13. In clause 19, we propose to clarify the powers of the TA on interconnection. The TA will be given unequivocally the powers to make a Determination on interconnection at any technically feasible point, (i.e. including the local loop,) and on such terms (including those which are cost-based) as appear to the TA to be fair compensation for access to and use of the appropriate part of the network or line. The clarity thus provided will facilitate interconnection agreements and thus improve competition, particularly in the local fixed telecommunications market.

Access to Buildings and Land

14. The objectives of our proposals on access to buildings and land are to clarify the existing access right at no charge for persons authorised by the TA - primarily FTNS licensees and the subscription television broadcasting licensee (Hong Kong Cable Television Limited) - and to extend these rights, on payment of a reasonable fee, to public radiocommunication services licensees. To improve the right of access to telecommunications services, we propose in clause 13 to void any terms in an agreement, deal or contract that restrict the rights of residents to access telecommunications services of their choice. This provision is intended to have only prospective effect. We also propose to reinstate the right previously contained in a repealed section of the Telephone Ordinance for FTNS licensees to lay telecommunications lines on the seabed within the waters of Hong Kong and to manage such lines in a similar manner to the way in which telecommunications lines on land are managed.

15. Our policy intention is that there should be ubiquitous coverage for mobile telecommunication services. With eleven mobile phone networks operated by six operators, competition in our mobile radiocommunications market is intense and air-time charges have dropped substantially in recent years. The number of mobile phone users reached 3.26 million as at April 1999, representing a penetration rate of 48%. The introduction in the next few years of the next generation of mobile phones, with their ability to convey large amounts of data, voice and video signals at high speed, will further spur the demand for mobile telecommunications services. Improved access for the installation of base stations and antennae is therefore important for ensuring the availability of quality mobile telecommunications services in Hong Kong.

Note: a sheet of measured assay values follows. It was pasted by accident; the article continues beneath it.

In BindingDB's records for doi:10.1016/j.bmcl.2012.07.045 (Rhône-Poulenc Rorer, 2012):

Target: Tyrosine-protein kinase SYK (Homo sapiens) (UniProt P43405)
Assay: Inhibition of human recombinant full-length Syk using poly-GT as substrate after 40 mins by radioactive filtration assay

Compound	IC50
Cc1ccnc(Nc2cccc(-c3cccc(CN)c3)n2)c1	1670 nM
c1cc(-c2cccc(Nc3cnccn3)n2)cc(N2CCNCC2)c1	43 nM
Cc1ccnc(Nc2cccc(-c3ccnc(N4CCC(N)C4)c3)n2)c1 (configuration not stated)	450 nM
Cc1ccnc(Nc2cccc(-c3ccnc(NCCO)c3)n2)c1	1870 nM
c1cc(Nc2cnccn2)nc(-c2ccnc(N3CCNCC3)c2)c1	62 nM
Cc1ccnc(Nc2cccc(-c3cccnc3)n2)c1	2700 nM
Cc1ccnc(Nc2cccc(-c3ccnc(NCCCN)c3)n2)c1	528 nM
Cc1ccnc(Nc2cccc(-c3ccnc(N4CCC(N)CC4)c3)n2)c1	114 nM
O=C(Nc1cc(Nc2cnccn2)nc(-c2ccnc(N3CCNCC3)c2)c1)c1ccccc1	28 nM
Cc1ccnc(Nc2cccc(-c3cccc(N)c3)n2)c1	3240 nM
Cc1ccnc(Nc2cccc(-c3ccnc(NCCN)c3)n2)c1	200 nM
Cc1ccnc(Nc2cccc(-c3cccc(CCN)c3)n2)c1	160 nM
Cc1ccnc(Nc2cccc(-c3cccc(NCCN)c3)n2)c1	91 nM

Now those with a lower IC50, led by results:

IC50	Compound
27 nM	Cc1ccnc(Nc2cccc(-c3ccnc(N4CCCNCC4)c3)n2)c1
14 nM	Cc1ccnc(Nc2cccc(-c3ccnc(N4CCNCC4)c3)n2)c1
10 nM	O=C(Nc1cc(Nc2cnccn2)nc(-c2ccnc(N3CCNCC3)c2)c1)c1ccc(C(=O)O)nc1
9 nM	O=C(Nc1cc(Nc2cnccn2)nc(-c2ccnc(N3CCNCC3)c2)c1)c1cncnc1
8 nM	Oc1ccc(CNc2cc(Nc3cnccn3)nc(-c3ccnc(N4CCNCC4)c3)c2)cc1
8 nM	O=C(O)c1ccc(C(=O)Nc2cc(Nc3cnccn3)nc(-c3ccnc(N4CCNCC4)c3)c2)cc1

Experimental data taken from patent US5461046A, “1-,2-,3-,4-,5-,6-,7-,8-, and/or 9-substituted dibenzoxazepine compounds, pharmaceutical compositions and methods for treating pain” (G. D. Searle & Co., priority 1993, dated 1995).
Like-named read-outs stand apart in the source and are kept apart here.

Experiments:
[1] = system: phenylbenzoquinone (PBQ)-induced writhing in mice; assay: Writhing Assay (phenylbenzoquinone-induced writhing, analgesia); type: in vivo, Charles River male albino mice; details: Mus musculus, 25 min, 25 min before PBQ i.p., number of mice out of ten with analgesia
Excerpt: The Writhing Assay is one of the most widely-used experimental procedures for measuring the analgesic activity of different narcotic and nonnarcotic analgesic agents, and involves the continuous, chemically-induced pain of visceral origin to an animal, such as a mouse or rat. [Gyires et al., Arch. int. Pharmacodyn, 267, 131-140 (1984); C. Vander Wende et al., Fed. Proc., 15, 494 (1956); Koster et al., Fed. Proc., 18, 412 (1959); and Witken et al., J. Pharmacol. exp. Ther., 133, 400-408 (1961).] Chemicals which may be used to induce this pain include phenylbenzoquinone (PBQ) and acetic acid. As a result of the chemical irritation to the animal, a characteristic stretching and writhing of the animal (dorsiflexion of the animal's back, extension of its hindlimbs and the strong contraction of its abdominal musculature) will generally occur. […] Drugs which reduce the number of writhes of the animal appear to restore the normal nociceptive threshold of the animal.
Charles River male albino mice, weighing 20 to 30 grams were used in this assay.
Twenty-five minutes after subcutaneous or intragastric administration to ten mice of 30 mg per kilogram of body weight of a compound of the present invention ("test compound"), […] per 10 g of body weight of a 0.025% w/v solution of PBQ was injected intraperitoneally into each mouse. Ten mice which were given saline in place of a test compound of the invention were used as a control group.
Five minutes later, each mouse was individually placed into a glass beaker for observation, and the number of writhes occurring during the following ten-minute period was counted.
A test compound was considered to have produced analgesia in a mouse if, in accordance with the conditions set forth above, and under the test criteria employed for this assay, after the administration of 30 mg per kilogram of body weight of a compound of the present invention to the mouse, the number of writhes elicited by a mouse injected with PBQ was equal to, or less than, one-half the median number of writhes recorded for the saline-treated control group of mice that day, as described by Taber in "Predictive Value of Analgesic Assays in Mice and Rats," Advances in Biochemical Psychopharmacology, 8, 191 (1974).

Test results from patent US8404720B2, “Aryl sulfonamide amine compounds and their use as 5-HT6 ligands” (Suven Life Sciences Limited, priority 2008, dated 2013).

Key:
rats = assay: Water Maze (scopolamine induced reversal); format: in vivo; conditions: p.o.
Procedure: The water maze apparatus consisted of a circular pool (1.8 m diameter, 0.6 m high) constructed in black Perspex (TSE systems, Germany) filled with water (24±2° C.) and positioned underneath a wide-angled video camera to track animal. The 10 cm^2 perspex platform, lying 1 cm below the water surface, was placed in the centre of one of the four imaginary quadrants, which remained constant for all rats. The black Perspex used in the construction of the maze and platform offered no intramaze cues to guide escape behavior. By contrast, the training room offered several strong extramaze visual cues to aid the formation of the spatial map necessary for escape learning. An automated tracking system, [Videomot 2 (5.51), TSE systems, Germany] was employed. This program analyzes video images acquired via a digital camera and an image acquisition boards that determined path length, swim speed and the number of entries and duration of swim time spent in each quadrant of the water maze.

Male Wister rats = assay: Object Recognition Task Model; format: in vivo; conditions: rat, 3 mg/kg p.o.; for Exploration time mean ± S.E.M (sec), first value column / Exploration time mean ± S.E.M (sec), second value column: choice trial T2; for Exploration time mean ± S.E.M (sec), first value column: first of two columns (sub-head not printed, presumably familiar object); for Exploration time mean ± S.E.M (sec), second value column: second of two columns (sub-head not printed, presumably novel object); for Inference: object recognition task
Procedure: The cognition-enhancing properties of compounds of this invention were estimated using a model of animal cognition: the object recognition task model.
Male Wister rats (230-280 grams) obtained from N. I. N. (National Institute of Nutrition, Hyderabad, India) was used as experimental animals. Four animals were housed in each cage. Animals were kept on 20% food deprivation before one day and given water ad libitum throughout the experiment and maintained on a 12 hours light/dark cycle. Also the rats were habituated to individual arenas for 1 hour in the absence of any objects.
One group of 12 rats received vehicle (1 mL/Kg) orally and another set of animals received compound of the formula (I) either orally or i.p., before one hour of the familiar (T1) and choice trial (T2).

16. Mobile telecommunications operators have encountered problems in gaining access to shielded areas of public places (e.g. shopping malls and tunnels) where equipment has to be placed at specific locations in order to provide network coverage. This makes it difficult to achieve our policy objective that there should be ubiquitous coverage for mobile telecommunication services. Clause 7 proposes that there should be a right, subject to a public interest test and on payment of a reasonable fee (based on costs and a reasonable profit element), for the mobile network operators to gain access to such shielded areas in order to place their telecommunications facilities therein to provide services. It remains our intention that the mobile network operators should, in the first instance, seek a commercial agreement with the landlords/tunnel operators on access. Only if this failed and the public interest test was met would the TA be empowered to step in and determine terms. We believe this strikes the right balance between the various interests involved.